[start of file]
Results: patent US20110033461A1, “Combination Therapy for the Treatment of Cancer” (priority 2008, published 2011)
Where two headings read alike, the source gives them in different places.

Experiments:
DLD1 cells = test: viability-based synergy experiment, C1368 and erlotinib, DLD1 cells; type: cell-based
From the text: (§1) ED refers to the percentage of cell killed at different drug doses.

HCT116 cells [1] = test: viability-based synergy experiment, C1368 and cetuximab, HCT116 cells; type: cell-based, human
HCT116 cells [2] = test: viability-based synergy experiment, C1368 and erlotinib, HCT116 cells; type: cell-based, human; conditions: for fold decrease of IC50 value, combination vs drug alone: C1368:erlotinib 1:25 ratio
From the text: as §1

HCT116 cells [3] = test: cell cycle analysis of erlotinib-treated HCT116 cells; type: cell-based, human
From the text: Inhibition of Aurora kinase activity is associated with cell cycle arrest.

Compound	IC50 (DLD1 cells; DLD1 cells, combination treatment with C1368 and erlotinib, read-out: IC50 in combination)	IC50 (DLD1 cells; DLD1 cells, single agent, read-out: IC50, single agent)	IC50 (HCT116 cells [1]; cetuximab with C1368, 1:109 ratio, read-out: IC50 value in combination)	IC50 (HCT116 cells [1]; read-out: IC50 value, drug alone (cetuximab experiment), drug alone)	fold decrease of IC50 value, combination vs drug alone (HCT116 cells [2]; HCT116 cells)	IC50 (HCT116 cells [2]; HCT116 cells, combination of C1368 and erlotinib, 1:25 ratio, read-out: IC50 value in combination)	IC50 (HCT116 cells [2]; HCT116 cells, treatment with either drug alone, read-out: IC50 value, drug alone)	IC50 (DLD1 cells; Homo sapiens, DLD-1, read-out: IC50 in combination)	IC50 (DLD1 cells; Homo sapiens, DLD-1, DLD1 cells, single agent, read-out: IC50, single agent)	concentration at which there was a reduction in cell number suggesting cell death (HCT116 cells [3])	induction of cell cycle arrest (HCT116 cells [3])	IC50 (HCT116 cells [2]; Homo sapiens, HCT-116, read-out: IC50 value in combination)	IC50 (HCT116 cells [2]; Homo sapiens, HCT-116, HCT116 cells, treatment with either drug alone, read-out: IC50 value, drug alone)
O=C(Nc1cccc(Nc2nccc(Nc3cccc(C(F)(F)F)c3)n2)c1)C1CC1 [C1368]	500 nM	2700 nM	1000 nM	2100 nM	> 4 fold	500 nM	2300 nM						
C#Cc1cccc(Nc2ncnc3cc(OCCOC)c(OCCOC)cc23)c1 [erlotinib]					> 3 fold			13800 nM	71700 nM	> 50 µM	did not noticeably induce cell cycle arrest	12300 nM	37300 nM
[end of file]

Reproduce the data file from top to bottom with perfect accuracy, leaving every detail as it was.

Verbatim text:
Results: patent US20110033461A1, “Combination Therapy for the Treatment of Cancer” (priority 2008, published 2011)
Where two headings read alike, the source gives them in different places.

Experiments:
DLD1 cells = test: viability-based synergy experiment, C1368 and erlotinib, DLD1 cells; type: cell-based
From the text: (§1) ED refers to the percentage of cell killed at different drug doses.

HCT116 cells [1] = test: viability-based synergy experiment, C1368 and cetuximab, HCT116 cells; type: cell-based, human
HCT116 cells [2] = test: viability-based synergy experiment, C1368 and erlotinib, HCT116 cells; type: cell-based, human; conditions: for fold decrease of IC50 value, combination vs drug alone: C1368:erlotinib 1:25 ratio
From the text: as §1

HCT116 cells [3] = test: cell cycle analysis of erlotinib-treated HCT116 cells; type: cell-based, human
From the text: Inhibition of Aurora kinase activity is associated with cell cycle arrest.

Compound	IC50 (DLD1 cells; DLD1 cells, combination treatment with C1368 and erlotinib, read-out: IC50 in combination)	IC50 (DLD1 cells; DLD1 cells, single agent, read-out: IC50, single agent)	IC50 (HCT116 cells [1]; cetuximab with C1368, 1:109 ratio, read-out: IC50 value in combination)	IC50 (HCT116 cells [1]; read-out: IC50 value, drug alone (cetuximab experiment), drug alone)	fold decrease of IC50 value, combination vs drug alone (HCT116 cells [2]; HCT116 cells)	IC50 (HCT116 cells [2]; HCT116 cells, combination of C1368 and erlotinib, 1:25 ratio, read-out: IC50 value in combination)	IC50 (HCT116 cells [2]; HCT116 cells, treatment with either drug alone, read-out: IC50 value, drug alone)	IC50 (DLD1 cells; Homo sapiens, DLD-1, read-out: IC50 in combination)	IC50 (DLD1 cells; Homo sapiens, DLD-1, DLD1 cells, single agent, read-out: IC50, single agent)	concentration at which there was a reduction in cell number suggesting cell death (HCT116 cells [3])	induction of cell cycle arrest (HCT116 cells [3])	IC50 (HCT116 cells [2]; Homo sapiens, HCT-116, read-out: IC50 value in combination)	IC50 (HCT116 cells [2]; Homo sapiens, HCT-116, HCT116 cells, treatment with either drug alone, read-out: IC50 value, drug alone)
O=C(Nc1cccc(Nc2nccc(Nc3cccc(C(F)(F)F)c3)n2)c1)C1CC1 [C1368]	500 nM	2700 nM	1000 nM	2100 nM	> 4 fold	500 nM	2300 nM						
C#Cc1cccc(Nc2ncnc3cc(OCCOC)c(OCCOC)cc23)c1 [erlotinib]					> 3 fold			13800 nM	71700 nM	> 50 µM	did not noticeably induce cell cycle arrest	12300 nM	37300 nM